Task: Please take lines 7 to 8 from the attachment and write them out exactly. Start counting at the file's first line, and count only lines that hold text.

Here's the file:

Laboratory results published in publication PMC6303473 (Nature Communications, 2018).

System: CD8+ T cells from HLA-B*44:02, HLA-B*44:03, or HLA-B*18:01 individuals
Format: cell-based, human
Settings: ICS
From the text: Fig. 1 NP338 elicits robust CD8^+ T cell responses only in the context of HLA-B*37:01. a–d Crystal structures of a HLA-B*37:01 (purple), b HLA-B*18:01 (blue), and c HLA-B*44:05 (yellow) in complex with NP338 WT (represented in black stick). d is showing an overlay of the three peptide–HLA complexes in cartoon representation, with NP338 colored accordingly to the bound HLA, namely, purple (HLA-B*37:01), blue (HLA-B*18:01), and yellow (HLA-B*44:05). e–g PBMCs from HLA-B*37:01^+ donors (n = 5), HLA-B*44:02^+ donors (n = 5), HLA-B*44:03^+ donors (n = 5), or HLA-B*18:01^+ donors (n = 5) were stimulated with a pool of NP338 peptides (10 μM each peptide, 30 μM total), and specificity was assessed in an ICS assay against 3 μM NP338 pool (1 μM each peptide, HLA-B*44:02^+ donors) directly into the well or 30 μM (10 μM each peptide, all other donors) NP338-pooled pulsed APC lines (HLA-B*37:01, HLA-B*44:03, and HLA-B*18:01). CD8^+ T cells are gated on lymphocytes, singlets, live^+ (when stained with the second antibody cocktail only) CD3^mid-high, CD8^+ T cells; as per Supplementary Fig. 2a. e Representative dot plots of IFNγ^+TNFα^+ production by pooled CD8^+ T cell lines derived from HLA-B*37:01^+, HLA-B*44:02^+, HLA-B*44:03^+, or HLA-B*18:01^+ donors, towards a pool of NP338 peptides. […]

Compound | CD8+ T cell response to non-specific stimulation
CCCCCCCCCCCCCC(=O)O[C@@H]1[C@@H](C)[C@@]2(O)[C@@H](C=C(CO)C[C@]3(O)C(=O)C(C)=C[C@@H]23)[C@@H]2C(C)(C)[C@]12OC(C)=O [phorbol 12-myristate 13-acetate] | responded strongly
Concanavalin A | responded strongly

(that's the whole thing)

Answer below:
CCCCCCCCCCCCCC(=O)O[C@@H]1[C@@H](C)[C@@]2(O)[C@@H](C=C(CO)C[C@]3(O)C(=O)C(C)=C[C@@H]23)[C@@H]2C(C)(C)[C@]12OC(C)=O [phorbol 12-myristate 13-acetate] | responded strongly
Concanavalin A | responded strongly